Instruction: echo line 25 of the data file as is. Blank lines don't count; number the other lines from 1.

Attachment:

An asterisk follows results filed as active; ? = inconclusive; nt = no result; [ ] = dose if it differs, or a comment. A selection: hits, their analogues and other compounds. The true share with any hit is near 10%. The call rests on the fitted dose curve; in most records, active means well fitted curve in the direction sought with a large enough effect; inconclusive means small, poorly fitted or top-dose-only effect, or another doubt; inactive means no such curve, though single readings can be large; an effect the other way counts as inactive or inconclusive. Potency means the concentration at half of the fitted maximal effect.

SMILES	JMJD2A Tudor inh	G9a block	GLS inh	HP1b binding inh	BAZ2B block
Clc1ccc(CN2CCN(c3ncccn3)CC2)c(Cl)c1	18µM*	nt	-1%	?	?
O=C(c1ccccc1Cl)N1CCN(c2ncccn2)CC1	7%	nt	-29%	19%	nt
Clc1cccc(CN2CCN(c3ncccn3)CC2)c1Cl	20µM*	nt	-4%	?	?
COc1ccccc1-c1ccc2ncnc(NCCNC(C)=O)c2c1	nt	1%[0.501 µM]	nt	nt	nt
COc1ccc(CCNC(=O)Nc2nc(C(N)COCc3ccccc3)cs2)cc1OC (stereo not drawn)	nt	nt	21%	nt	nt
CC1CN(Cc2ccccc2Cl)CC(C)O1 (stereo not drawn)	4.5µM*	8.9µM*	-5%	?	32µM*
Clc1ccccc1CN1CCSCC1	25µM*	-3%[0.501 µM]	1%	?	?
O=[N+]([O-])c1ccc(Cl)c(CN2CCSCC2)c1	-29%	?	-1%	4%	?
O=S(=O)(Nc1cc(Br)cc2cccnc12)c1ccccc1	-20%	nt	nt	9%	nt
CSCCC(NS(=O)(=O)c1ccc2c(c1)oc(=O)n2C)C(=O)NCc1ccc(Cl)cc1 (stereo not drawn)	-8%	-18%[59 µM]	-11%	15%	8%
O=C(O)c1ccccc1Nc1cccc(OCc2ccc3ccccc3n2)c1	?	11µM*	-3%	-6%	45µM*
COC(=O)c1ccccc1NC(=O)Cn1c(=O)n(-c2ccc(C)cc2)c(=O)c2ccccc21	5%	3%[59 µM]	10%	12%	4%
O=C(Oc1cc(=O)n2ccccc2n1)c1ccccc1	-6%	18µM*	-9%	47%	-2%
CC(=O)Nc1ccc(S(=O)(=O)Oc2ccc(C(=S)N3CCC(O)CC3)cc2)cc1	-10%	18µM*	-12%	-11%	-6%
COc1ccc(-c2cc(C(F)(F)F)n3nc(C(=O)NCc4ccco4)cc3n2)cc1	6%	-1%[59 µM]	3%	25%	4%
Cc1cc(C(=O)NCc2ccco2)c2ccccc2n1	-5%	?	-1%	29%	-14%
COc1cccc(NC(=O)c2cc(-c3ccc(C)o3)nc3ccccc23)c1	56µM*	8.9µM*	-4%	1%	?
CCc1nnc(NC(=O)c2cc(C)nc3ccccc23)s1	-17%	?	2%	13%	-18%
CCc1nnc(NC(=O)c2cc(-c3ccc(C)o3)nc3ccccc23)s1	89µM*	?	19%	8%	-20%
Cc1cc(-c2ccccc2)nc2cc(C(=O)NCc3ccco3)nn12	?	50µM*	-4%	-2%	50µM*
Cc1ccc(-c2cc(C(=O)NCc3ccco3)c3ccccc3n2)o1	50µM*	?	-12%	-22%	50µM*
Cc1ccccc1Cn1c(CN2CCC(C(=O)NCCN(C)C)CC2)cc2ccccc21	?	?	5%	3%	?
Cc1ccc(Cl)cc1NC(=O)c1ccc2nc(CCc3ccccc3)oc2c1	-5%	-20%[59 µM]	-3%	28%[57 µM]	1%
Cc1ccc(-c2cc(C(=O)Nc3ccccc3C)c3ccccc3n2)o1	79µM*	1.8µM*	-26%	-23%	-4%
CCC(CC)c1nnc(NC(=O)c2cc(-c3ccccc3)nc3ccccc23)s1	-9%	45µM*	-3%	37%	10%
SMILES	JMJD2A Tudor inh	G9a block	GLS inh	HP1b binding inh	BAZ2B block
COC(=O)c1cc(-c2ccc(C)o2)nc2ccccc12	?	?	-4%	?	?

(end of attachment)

Cc1ccc(Cl)cc1NC(=O)c1ccc2nc(CCc3ccccc3)oc2c1	-5%	-20%[59 µM]	-3%	28%[57 µM]	1%